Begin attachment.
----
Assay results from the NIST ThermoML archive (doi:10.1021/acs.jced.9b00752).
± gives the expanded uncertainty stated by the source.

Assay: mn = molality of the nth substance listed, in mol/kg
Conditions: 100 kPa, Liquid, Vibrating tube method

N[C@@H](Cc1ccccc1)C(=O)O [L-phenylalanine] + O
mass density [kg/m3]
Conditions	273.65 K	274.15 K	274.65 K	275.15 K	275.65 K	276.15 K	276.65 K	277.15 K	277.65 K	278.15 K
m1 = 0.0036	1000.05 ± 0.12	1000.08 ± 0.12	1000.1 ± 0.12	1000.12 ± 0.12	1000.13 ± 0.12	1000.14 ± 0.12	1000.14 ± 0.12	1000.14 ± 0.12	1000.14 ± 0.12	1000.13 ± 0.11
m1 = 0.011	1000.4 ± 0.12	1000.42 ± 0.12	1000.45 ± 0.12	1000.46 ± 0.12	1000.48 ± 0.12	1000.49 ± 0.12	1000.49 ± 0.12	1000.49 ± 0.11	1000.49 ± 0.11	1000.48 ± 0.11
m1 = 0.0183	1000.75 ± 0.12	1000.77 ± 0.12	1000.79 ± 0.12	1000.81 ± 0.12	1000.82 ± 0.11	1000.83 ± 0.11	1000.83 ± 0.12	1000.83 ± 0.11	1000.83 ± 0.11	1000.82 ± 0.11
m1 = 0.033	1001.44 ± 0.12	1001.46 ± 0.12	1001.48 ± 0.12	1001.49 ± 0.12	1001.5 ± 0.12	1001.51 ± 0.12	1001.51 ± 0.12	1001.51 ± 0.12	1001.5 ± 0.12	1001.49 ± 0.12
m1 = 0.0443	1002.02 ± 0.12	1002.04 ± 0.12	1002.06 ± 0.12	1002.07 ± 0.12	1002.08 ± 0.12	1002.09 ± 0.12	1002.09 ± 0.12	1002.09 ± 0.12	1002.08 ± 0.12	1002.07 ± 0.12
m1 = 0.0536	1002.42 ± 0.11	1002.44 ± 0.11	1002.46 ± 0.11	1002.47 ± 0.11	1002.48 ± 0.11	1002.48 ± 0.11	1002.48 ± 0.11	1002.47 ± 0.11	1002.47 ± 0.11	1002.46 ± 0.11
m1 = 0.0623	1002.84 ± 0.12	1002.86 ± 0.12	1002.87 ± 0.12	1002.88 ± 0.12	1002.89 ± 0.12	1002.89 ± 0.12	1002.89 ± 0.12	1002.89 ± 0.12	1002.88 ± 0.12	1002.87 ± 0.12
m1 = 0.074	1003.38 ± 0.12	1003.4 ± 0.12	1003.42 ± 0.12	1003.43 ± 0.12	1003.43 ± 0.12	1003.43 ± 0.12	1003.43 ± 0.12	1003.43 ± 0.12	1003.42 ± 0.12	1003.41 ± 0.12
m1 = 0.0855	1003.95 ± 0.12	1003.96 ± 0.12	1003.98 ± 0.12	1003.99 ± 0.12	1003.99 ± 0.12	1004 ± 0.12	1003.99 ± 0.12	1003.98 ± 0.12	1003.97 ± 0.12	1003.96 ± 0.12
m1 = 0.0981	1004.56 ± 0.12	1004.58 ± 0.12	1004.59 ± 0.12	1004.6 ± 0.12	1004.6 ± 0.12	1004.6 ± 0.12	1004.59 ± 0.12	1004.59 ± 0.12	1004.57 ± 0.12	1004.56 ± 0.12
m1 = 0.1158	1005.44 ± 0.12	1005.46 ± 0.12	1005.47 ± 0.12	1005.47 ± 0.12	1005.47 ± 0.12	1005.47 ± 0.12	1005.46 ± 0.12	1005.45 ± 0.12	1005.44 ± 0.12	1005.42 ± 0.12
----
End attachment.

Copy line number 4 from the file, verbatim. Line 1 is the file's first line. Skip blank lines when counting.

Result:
Conditions: 100 kPa, Liquid, Vibrating tube method